The first day started with the discussion about how we have all lost the child in us and rarely do, we enjoy the ‘work’ we do, and how we are so comfortable within the walls of perceptions we have built for ourselves. As bizarre as all of it sounded studentscould not help but relate. Ar. Girish went on to ask each participant the three things they would not want to do the in 3 days of this workshop.They were completely taken aback by how difficult it was to identify those three things, eventually they all opened up to say they do not want to sketch, draw, have submissions, reviews so on and so forth. The idea was to show the resentment we have developed towards the things we love, because of the rigid structure we work in.
Once he granted all their wishes, they were more agile towards what was coming up. The conversation went on to the future when we have built earth’s entire surface and the have means to occupy the galaxy and such inexplicable ideas. They were allowed to imagine anything and everything, sky was just the starting point, not the limit.
What transpired the next two days was kick starting the earth, humans settling down in space, earth being cut into slices, it was as if they had no boundaries to imagination. Each student had a story with sketches, some made comic strips all without the pressure of submission.
The workshop was like a visit to an exclusive brain spa, completely refreshing. I am sure our students will take the renewed energy through the rest of the semester.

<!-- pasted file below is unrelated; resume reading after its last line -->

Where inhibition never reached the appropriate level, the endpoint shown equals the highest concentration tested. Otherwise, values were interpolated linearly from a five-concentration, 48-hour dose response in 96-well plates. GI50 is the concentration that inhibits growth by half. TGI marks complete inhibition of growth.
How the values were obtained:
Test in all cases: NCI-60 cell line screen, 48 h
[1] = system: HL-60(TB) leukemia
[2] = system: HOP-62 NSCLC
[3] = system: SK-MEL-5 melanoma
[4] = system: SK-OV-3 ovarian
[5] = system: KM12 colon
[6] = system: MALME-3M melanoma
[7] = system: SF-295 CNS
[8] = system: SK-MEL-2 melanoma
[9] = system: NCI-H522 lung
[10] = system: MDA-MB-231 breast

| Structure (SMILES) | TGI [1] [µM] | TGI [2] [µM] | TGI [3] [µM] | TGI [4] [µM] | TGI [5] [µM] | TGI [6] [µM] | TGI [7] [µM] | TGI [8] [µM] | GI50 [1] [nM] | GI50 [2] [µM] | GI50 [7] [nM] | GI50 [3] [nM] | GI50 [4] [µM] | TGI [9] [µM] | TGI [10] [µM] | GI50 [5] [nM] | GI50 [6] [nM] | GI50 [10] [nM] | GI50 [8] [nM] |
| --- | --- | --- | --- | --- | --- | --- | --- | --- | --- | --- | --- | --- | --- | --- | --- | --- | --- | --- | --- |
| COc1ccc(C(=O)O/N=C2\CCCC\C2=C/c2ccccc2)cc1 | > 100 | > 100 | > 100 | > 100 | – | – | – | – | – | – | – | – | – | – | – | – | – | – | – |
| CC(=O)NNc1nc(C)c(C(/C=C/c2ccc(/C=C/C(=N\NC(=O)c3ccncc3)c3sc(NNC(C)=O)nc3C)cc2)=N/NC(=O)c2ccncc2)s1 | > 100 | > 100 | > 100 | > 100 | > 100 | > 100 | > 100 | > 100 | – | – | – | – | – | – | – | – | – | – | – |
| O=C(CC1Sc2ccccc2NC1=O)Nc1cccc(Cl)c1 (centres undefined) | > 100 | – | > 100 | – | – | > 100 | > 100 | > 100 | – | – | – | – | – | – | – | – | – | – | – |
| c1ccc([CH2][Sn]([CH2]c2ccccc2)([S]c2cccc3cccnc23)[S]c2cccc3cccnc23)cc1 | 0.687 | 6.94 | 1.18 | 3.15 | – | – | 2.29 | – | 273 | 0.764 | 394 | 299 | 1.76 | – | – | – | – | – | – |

The 3 day workshop began with the chosen book ‘Homo Deus: A Brief History
of Tomorrow’ by Yuval Noah Harari. The books speaks about an evolved human
species in the future with qualities of immortality and godlike nature. As
part of the workshop, students would have to imagine the kind of
civilisation they inhabited.
The intent of the exercise was to make students more aware of the human
characters and how they would manifest in the future. To imagine
boundlessly what the future would look like. The discussions revolved
around politics, culture and technology. The exercise was to imagine an
environment of future and present the ideas.
In the Vertical design studio headed by Ceejo Cyriac, Sapience and Homo Deus by Prof. Yuval Noah Harari, were the two books referred to. Students were made aware of the contents of the books through intense discussion and video clippings with reference to the books.Aim of the studio was to make students think deeply into concerns of homo sapiens turning into irresponsible God like creatures and to question the path of technology. “What is the concern to be addressed and how to make the one possible shift that could prevent downfall of mankind?” asked Ceejo to his group of students and made them ponder.